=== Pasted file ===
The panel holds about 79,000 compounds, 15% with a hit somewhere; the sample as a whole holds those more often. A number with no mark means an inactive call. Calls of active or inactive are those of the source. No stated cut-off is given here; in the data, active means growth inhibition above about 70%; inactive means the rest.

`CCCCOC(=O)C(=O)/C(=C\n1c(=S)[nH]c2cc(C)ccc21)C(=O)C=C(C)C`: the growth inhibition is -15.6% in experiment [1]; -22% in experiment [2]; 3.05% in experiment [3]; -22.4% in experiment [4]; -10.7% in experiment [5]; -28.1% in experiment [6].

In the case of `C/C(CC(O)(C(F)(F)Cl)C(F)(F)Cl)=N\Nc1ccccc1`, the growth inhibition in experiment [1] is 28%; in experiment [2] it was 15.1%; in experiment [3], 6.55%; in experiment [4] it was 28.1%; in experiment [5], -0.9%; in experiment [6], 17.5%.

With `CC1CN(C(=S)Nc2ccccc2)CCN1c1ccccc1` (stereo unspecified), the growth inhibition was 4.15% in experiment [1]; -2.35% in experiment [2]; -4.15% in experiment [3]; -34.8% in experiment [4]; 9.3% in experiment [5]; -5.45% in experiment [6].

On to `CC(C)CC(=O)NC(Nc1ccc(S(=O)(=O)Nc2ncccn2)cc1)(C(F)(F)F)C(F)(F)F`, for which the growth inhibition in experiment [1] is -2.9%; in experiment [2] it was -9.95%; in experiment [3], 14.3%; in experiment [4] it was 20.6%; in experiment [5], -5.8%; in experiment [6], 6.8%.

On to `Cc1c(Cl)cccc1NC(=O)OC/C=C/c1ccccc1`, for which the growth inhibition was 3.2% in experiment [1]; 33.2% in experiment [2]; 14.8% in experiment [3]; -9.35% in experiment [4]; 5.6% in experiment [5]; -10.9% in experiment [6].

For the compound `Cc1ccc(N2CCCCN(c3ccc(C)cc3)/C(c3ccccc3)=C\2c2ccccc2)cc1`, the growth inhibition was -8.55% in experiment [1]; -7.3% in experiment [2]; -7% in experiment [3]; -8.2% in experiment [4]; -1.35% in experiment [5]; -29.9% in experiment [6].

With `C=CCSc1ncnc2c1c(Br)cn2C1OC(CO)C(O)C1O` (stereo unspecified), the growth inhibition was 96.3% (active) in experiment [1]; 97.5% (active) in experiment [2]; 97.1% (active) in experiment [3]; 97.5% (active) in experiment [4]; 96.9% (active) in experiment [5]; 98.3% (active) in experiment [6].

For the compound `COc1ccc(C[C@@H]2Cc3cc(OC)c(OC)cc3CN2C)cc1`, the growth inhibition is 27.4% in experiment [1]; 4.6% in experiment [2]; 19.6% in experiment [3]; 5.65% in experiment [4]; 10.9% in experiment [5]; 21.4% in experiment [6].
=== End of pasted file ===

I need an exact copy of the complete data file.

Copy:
The panel holds about 79,000 compounds, 15% with a hit somewhere; the sample as a whole holds those more often. A number with no mark means an inactive call. Calls of active or inactive are those of the source. No stated cut-off is given here; in the data, active means growth inhibition above about 70%; inactive means the rest.

`CCCCOC(=O)C(=O)/C(=C\n1c(=S)[nH]c2cc(C)ccc21)C(=O)C=C(C)C`: the growth inhibition is -15.6% in experiment [1]; -22% in experiment [2]; 3.05% in experiment [3]; -22.4% in experiment [4]; -10.7% in experiment [5]; -28.1% in experiment [6].

In the case of `C/C(CC(O)(C(F)(F)Cl)C(F)(F)Cl)=N\Nc1ccccc1`, the growth inhibition in experiment [1] is 28%; in experiment [2] it was 15.1%; in experiment [3], 6.55%; in experiment [4] it was 28.1%; in experiment [5], -0.9%; in experiment [6], 17.5%.

With `CC1CN(C(=S)Nc2ccccc2)CCN1c1ccccc1` (stereo unspecified), the growth inhibition was 4.15% in experiment [1]; -2.35% in experiment [2]; -4.15% in experiment [3]; -34.8% in experiment [4]; 9.3% in experiment [5]; -5.45% in experiment [6].

On to `CC(C)CC(=O)NC(Nc1ccc(S(=O)(=O)Nc2ncccn2)cc1)(C(F)(F)F)C(F)(F)F`, for which the growth inhibition in experiment [1] is -2.9%; in experiment [2] it was -9.95%; in experiment [3], 14.3%; in experiment [4] it was 20.6%; in experiment [5], -5.8%; in experiment [6], 6.8%.

On to `Cc1c(Cl)cccc1NC(=O)OC/C=C/c1ccccc1`, for which the growth inhibition was 3.2% in experiment [1]; 33.2% in experiment [2]; 14.8% in experiment [3]; -9.35% in experiment [4]; 5.6% in experiment [5]; -10.9% in experiment [6].

For the compound `Cc1ccc(N2CCCCN(c3ccc(C)cc3)/C(c3ccccc3)=C\2c2ccccc2)cc1`, the growth inhibition was -8.55% in experiment [1]; -7.3% in experiment [2]; -7% in experiment [3]; -8.2% in experiment [4]; -1.35% in experiment [5]; -29.9% in experiment [6].

With `C=CCSc1ncnc2c1c(Br)cn2C1OC(CO)C(O)C1O` (stereo unspecified), the growth inhibition was 96.3% (active) in experiment [1]; 97.5% (active) in experiment [2]; 97.1% (active) in experiment [3]; 97.5% (active) in experiment [4]; 96.9% (active) in experiment [5]; 98.3% (active) in experiment [6].

For the compound `COc1ccc(C[C@@H]2Cc3cc(OC)c(OC)cc3CN2C)cc1`, the growth inhibition is 27.4% in experiment [1]; 4.6% in experiment [2]; 19.6% in experiment [3]; 5.65% in experiment [4]; 10.9% in experiment [5]; 21.4% in experiment [6].